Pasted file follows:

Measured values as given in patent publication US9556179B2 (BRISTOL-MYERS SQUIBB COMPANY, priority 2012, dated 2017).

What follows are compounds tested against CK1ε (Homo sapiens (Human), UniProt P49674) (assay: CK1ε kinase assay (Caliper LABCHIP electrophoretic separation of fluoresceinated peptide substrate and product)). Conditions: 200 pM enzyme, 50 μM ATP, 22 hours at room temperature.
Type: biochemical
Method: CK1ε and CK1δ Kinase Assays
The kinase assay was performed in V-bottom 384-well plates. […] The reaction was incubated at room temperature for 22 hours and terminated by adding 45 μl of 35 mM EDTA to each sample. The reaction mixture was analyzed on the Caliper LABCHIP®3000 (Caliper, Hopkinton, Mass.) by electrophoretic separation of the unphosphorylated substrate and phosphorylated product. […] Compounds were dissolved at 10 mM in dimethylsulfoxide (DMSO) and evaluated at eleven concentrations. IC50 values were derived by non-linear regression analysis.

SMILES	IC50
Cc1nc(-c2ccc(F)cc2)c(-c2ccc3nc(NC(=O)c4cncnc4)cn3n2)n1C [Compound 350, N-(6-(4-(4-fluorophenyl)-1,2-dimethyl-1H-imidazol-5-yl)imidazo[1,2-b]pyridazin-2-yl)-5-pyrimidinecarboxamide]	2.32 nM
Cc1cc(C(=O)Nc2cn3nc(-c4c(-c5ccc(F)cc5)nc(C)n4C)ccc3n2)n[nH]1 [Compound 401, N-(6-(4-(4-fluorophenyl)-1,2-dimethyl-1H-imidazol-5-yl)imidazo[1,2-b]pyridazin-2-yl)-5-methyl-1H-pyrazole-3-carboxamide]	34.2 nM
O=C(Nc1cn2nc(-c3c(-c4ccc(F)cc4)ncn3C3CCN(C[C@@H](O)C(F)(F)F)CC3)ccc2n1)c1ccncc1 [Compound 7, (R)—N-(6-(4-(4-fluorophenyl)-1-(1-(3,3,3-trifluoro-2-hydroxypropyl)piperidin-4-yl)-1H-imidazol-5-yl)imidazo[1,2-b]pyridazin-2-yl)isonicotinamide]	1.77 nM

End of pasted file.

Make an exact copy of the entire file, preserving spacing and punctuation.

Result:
Measured values as given in patent publication US9556179B2 (BRISTOL-MYERS SQUIBB COMPANY, priority 2012, dated 2017).

What follows are compounds tested against CK1ε (Homo sapiens (Human), UniProt P49674) (assay: CK1ε kinase assay (Caliper LABCHIP electrophoretic separation of fluoresceinated peptide substrate and product)). Conditions: 200 pM enzyme, 50 μM ATP, 22 hours at room temperature.
Type: biochemical
Method: CK1ε and CK1δ Kinase Assays
The kinase assay was performed in V-bottom 384-well plates. […] The reaction was incubated at room temperature for 22 hours and terminated by adding 45 μl of 35 mM EDTA to each sample. The reaction mixture was analyzed on the Caliper LABCHIP®3000 (Caliper, Hopkinton, Mass.) by electrophoretic separation of the unphosphorylated substrate and phosphorylated product. […] Compounds were dissolved at 10 mM in dimethylsulfoxide (DMSO) and evaluated at eleven concentrations. IC50 values were derived by non-linear regression analysis.

SMILES	IC50
Cc1nc(-c2ccc(F)cc2)c(-c2ccc3nc(NC(=O)c4cncnc4)cn3n2)n1C [Compound 350, N-(6-(4-(4-fluorophenyl)-1,2-dimethyl-1H-imidazol-5-yl)imidazo[1,2-b]pyridazin-2-yl)-5-pyrimidinecarboxamide]	2.32 nM
Cc1cc(C(=O)Nc2cn3nc(-c4c(-c5ccc(F)cc5)nc(C)n4C)ccc3n2)n[nH]1 [Compound 401, N-(6-(4-(4-fluorophenyl)-1,2-dimethyl-1H-imidazol-5-yl)imidazo[1,2-b]pyridazin-2-yl)-5-methyl-1H-pyrazole-3-carboxamide]	34.2 nM
O=C(Nc1cn2nc(-c3c(-c4ccc(F)cc4)ncn3C3CCN(C[C@@H](O)C(F)(F)F)CC3)ccc2n1)c1ccncc1 [Compound 7, (R)—N-(6-(4-(4-fluorophenyl)-1-(1-(3,3,3-trifluoro-2-hydroxypropyl)piperidin-4-yl)-1H-imidazol-5-yl)imidazo[1,2-b]pyridazin-2-yl)isonicotinamide]	1.77 nM